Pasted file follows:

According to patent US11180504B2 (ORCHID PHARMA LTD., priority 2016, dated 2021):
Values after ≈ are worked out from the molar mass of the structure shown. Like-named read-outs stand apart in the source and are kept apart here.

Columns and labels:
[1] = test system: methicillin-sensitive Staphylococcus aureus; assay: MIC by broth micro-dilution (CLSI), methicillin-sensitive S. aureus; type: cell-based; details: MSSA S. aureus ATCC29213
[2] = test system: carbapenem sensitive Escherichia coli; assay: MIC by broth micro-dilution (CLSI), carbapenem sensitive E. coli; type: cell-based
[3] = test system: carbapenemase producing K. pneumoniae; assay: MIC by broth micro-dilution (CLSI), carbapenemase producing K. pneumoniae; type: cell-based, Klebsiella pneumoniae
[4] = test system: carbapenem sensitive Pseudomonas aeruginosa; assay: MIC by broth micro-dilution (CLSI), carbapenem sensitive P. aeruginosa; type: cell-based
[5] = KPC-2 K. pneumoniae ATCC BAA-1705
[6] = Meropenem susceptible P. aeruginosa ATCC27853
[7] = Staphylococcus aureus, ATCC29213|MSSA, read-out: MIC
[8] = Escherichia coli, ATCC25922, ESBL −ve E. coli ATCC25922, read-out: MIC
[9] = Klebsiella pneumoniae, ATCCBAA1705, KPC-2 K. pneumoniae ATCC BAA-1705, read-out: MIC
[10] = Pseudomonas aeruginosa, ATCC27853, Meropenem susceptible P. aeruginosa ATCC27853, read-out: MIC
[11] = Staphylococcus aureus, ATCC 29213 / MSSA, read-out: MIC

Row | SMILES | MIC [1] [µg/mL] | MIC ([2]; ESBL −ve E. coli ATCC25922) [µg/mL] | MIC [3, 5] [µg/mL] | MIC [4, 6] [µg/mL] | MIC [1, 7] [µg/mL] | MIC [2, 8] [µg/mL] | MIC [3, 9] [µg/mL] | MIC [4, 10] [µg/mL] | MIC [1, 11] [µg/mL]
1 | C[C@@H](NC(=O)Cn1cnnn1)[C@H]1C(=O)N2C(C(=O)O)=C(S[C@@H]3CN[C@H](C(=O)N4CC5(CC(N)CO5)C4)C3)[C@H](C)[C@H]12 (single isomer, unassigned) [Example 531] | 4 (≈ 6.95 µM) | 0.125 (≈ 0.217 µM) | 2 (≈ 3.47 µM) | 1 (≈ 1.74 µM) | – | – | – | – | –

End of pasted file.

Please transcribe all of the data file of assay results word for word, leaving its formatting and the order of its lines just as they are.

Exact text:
According to patent US11180504B2 (ORCHID PHARMA LTD., priority 2016, dated 2021):
Values after ≈ are worked out from the molar mass of the structure shown. Like-named read-outs stand apart in the source and are kept apart here.

Columns and labels:
[1] = test system: methicillin-sensitive Staphylococcus aureus; assay: MIC by broth micro-dilution (CLSI), methicillin-sensitive S. aureus; type: cell-based; details: MSSA S. aureus ATCC29213
[2] = test system: carbapenem sensitive Escherichia coli; assay: MIC by broth micro-dilution (CLSI), carbapenem sensitive E. coli; type: cell-based
[3] = test system: carbapenemase producing K. pneumoniae; assay: MIC by broth micro-dilution (CLSI), carbapenemase producing K. pneumoniae; type: cell-based, Klebsiella pneumoniae
[4] = test system: carbapenem sensitive Pseudomonas aeruginosa; assay: MIC by broth micro-dilution (CLSI), carbapenem sensitive P. aeruginosa; type: cell-based
[5] = KPC-2 K. pneumoniae ATCC BAA-1705
[6] = Meropenem susceptible P. aeruginosa ATCC27853
[7] = Staphylococcus aureus, ATCC29213|MSSA, read-out: MIC
[8] = Escherichia coli, ATCC25922, ESBL −ve E. coli ATCC25922, read-out: MIC
[9] = Klebsiella pneumoniae, ATCCBAA1705, KPC-2 K. pneumoniae ATCC BAA-1705, read-out: MIC
[10] = Pseudomonas aeruginosa, ATCC27853, Meropenem susceptible P. aeruginosa ATCC27853, read-out: MIC
[11] = Staphylococcus aureus, ATCC 29213 / MSSA, read-out: MIC

Row | SMILES | MIC [1] [µg/mL] | MIC ([2]; ESBL −ve E. coli ATCC25922) [µg/mL] | MIC [3, 5] [µg/mL] | MIC [4, 6] [µg/mL] | MIC [1, 7] [µg/mL] | MIC [2, 8] [µg/mL] | MIC [3, 9] [µg/mL] | MIC [4, 10] [µg/mL] | MIC [1, 11] [µg/mL]
1 | C[C@@H](NC(=O)Cn1cnnn1)[C@H]1C(=O)N2C(C(=O)O)=C(S[C@@H]3CN[C@H](C(=O)N4CC5(CC(N)CO5)C4)C3)[C@H](C)[C@H]12 (single isomer, unassigned) [Example 531] | 4 (≈ 6.95 µM) | 0.125 (≈ 0.217 µM) | 2 (≈ 3.47 µM) | 1 (≈ 1.74 µM) | – | – | – | – | –